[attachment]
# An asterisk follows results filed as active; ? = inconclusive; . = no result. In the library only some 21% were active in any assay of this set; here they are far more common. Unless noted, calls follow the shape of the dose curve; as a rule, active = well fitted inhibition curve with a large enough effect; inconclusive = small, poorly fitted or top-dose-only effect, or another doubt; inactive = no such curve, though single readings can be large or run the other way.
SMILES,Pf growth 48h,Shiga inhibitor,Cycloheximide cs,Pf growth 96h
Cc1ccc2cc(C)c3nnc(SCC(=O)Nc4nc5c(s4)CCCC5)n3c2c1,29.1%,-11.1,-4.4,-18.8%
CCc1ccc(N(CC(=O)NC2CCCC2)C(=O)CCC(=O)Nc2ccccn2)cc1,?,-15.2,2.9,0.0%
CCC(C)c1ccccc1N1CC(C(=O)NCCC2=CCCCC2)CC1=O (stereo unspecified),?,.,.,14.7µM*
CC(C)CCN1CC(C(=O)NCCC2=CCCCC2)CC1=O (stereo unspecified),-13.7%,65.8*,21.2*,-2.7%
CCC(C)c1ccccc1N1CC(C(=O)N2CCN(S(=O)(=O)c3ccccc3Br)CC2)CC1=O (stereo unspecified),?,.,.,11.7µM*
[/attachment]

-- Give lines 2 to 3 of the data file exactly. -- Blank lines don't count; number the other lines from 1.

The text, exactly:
SMILES,Pf growth 48h,Shiga inhibitor,Cycloheximide cs,Pf growth 96h
Cc1ccc2cc(C)c3nnc(SCC(=O)Nc4nc5c(s4)CCCC5)n3c2c1,29.1%,-11.1,-4.4,-18.8%